Though buying digital games is a tie between the Xbox One and PS4, renting them isn’t. This is the area we’ve seen a lot of changes in since 2013. Which approach to game rentals you have an appreciation for will definitely help you decide which console to buy.

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Today, video game rentals are something Microsoft completely lags behind Sony in. The company doesn’t have video game streaming technology of its own. Instead, the Xbox One is the only place where users can get EA Access.

Costing $4.99 a month, EA Access lets Xbox One owners download full digital versions of their most popular games. The EA Access downloads started with just yearly sports releases, but recently it’s grown to include more. This fall Dragon Age Inquisition is being added to the service. This past June first-person shooter Titanfall arrived.


10% discounts on games made by EA Access are included with an EA Access subscription. There’s early access to upcoming game releases too. If you’re a big Madden fan, purchasing an EA Access subscription and an Xbox One might be the best idea you’ve had all year. A year of EA Access is just $29.99. When you stop paying for EA Access you lose the games you’ve gotten through the service, but keep your game saves. This makes your transition to a purchased version of the game pretty simple.


Sony says that it walked away from an opportunity to bring EA Access subscriptions to its fans. It did so because it didn’t need a video game rental service competing with its PlayStation Now service.

PlayStation Now is by all estimates a technological marvel in its own right. Sony has a growing collection of games that allow PS4 owners to connect to its servers and stream gameplay to their console. Purchasing the game, or even buying a PlayStation Plus subscription isn’t required. Games like the Mass Effect and Assassin’s Creed series are all available for rental through PlayStation Now. Sony keeps a rolling list of PlayStation Now rental games here. Rentals are purchased in hourly and daily rates.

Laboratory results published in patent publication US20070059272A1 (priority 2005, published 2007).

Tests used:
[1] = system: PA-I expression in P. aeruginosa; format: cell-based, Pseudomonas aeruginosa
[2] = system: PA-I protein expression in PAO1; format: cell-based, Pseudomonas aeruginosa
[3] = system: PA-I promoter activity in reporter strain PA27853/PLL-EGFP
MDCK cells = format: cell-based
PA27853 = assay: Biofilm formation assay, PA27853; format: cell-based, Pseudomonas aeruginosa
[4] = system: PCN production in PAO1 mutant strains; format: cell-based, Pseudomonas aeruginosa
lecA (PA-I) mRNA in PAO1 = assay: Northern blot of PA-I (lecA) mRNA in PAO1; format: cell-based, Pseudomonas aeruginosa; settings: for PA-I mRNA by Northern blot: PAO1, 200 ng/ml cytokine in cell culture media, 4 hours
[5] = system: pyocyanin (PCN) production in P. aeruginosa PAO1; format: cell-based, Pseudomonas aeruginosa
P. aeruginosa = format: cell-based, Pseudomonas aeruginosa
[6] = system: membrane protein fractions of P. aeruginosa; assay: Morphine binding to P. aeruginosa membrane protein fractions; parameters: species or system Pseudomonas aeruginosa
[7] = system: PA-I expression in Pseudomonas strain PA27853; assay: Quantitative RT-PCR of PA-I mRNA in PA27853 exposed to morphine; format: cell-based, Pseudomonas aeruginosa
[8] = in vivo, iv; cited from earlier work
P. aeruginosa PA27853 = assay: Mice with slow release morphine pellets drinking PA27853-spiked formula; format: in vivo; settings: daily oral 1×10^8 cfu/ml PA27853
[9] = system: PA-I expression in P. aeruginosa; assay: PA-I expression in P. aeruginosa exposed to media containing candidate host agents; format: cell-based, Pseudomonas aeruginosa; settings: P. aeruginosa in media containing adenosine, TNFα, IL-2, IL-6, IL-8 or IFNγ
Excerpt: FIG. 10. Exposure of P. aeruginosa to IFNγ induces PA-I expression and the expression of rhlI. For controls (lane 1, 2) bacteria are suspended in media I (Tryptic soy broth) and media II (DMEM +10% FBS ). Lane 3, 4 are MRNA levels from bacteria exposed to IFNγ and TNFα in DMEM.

PlayStation Now offers a subscription service too. For $19.99 gamers get access to a smaller set of streaming titles at no addition charge.

Read: PlayStation Now Subscriptions: 5 Things to Know

Streaming from PlayStation Now isn’t a perfect solution for everyone. It’s requires a pretty decent internet connection to get going and that connection needs to remain stable over time. Any lag due to a slow internet connection and the feature is useless.

Xbox One vs PS4 2015: Digital Games Conclusion

I’d say that as far as digital games are concerned, the PS4 wins out. Those with a decent internet connection can rent a ton of games through PlayStation Now on just a whim. That’s cool, that’s futuristic. EA Access is the greatest deal in gaming today, but can’t stand up to PlayStation Now’s breadth of titles.

As for buying digital games, the PS4 and Xbox One are in a dead-heat. You can’t go wrong with purchasing either if you’re only going to buy your titles. The PS4 is on store shelves now for $399.99. The Xbox One now costs $349 for a model with a 500 GB hard drive and no Kinect sensor.